It is unclear as to which Iranian hacking team deployed Dustman, but the IBM X-Force Incident Response and Intelligence Services (IRIS) team believes that APT34 or Hive0081 are the most likely culprits. Hive0081 are the creators of ZeroCleare and are linked to a series of attacks in the Middle East in 2019, and APT34 dates back to 2014 and is notorious for targeting individuals with malware documents passed via fake business pages on LinkedIn.
A brief history of Iran’s malware attacks
The use of data wipers has been a known Iranian hacker strategy for nearly 10 years now.
This type of malware attack dates back to the 2012 cyber attack on Saudi Aramco, which took out about 75% of the oil giant’s PCs. This was the first appearance of the Shamoon malware, and also established an Iranian hacker practice of trying to hide their identity behind that of a fictional activist group. It also set the pattern of quietly breaking into the target’s systems weeks or months into advance, and then triggering the data wiper at some sort of advantageous or symbolic time – in this case, on the morning of a major Islamic holiday.
Roger A. Grimes, Data-Driven Defense Evangelist for KnowBe4, provided some firsthand insight from the initial appearance of data wipers:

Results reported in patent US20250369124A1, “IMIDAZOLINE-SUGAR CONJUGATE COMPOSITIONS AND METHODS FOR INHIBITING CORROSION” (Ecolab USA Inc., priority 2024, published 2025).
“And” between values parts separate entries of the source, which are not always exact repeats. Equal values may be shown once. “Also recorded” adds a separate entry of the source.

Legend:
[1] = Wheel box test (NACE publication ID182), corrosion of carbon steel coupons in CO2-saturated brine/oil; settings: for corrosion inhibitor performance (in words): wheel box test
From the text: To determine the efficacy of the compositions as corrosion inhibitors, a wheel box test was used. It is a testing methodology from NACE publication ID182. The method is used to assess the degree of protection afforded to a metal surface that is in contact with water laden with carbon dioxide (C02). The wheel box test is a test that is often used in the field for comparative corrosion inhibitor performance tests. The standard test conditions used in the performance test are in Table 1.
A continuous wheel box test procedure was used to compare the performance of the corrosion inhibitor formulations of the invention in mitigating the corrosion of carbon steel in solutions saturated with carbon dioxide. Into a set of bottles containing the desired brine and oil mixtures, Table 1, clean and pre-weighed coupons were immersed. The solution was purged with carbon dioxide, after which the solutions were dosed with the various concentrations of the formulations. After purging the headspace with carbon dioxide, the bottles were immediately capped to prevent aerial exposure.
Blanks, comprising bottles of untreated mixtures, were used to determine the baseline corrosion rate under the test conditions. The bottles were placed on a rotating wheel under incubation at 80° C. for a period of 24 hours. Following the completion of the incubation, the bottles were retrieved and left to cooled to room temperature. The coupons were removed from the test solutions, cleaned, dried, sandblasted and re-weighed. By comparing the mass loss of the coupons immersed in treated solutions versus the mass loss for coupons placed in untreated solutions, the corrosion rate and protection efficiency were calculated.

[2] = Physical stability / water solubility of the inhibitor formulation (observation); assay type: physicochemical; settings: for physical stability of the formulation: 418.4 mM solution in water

“The lack of utter devastation this time around should be counted as a major computer defense success. The 2012 Disttrack attack against Saudi Aramco, which devastated that company and put all of Saudi Arabia on it’s heels for half a year, led to the better successful defense of Bahrain. The Saudi Aramco attack changed everything for that part of the world. Before the Saudi Aramco attack, Middle East computer security was worse than poor. It was almost non-existent. But losing 32,000 computers, servers and workstations, in one of the world’s first nation-state attacks and the shutting down of the number one wealth producer for the country has a way of creating focus. Saudi Arabia and its allies, including Bahrain, realized that status quo wouldn’t work anymore, and they worked very hard to come up to speed. I was working at Microsoft at the time of the Disstrack attack and Saudi Arabia sent over dozens of IT security envoys to work hand and hand with some of America’s best (and most attacked) companies to learn how to come up to speed with better computer security as quickly as possible. It was a major investment…maybe one of the biggest investments ever in their future. And looking at this latest story, it seems like a success. You can’t stop every attack, but it certainly wasn’t as bad as the past attacks. It was more of a hiccup in the sand this time. Kudos to the Middle East for what they accomplished. There should be at least some smiles and handshakes going on while they are also trying to fix what still went wrong and the lessons learned.”